“You are in most cases the face of the school,” said Sister of Charity Mary Elizabeth Galt, archdiocesan chancellor. “You are the first ones that [people] meet. You are the voice of that school on the phone…. You have to realize how very, very important you are to Catholic education and that we value you so much.”

Kevin Baxter, archdiocesan superintendent of 205 elementary schools, agreed that the positive contributions of support staff are essential in backing up exemplary efforts by teachers and administrators.“Sometimes we tend to look at the big hole, the big challenge that we have [in keeping schools viable] and we get depressed about it because we don’t have a big solution,” said Baxter. “But,” he added, “the good part is that there are a lot of little stones to put in that hole. Every single day, everyone on staff from the custodian to the receptionist to the aides in the classroom to the technology teacher to the parents to the pastor puts a stone in the hole [and] that hole is going to be filled up and our schools are going to be vibrant for future generations and that’s a credit to all of you in the room.”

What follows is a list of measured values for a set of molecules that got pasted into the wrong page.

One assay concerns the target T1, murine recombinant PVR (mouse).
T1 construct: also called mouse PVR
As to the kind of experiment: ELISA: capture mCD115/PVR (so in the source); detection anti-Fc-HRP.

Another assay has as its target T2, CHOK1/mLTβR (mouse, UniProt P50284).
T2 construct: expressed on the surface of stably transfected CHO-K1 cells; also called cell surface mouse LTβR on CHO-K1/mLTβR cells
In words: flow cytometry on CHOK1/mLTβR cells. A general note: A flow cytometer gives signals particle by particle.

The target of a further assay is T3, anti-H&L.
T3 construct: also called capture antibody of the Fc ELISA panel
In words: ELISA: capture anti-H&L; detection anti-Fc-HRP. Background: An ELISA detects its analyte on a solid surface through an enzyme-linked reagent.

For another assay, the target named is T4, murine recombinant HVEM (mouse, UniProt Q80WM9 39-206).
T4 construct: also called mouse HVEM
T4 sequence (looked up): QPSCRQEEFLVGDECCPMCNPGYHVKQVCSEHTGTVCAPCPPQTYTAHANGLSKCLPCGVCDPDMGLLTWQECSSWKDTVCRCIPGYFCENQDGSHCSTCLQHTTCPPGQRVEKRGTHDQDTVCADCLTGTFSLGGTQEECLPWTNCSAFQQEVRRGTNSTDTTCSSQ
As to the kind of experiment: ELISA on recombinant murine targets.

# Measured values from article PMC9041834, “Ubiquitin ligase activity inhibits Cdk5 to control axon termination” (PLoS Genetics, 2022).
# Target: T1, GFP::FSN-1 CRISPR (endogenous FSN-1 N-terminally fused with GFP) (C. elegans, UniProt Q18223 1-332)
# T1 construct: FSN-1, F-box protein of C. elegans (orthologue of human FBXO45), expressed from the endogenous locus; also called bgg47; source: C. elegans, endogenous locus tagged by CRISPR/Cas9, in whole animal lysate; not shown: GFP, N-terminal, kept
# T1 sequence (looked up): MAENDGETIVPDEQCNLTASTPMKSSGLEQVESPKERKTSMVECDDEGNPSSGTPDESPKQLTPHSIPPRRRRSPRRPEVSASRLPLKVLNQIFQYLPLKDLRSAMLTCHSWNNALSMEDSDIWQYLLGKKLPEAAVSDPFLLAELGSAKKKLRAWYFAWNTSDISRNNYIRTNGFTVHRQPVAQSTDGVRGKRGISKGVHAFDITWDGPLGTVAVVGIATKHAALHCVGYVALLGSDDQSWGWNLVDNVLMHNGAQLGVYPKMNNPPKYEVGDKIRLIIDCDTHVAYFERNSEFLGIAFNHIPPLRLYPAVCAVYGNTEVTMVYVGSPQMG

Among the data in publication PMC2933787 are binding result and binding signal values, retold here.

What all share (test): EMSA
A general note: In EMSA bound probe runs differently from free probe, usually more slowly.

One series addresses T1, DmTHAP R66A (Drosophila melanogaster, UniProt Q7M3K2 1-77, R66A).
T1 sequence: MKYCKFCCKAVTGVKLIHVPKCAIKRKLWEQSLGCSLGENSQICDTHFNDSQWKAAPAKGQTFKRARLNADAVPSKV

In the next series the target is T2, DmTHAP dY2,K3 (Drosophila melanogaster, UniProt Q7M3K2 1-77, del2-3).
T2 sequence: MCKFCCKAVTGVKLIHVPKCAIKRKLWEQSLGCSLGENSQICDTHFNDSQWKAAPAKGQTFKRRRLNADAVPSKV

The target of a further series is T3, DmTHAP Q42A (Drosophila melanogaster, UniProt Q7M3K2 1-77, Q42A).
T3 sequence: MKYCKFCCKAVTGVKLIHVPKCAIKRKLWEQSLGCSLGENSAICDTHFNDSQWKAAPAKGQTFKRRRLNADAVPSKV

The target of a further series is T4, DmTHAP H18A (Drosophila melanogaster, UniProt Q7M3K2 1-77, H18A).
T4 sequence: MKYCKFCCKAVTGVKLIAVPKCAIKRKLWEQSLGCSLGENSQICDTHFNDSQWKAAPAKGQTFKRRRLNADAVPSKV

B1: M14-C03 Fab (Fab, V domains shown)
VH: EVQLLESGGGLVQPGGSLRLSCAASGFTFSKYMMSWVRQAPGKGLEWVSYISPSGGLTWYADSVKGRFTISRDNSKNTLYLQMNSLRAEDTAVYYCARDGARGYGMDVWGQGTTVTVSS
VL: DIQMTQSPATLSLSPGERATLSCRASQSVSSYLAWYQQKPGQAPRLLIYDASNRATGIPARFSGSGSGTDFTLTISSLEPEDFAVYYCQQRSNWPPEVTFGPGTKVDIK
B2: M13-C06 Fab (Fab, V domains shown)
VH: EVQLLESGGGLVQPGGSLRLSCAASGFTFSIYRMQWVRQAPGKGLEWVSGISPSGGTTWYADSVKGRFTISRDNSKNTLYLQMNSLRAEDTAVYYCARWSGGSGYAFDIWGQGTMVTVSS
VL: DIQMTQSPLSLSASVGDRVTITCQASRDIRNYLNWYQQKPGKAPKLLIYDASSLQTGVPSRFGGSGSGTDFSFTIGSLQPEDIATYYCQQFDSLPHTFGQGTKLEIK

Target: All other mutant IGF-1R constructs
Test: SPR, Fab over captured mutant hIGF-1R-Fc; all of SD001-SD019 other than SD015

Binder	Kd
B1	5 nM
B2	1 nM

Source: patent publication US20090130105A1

“This is a new day and age for Catholic schools; it takes new thinking if we’re going to keep our schools going,” said San Fernando Region Auxiliary Bishop Gerald Wilkerson. He added that important components of maintaining schools’ sustainability include fostering a culture of hospitality and engaging in strategic marketing to help people understand the value of Catholic education.

According to Statler Center presenter Dan O’Brien, 96 percent of unhappy customers “won’t tell you” about their dissatisfaction and, of those, 91 percent will go somewhere else if their concerns are not properly addressed. “We can’t afford to have people going somewhere else,” said O’Brien, citing Attitude as one of four essentials for customer service along with Behavior, Communications and Knowledge that keep school families coming BACK.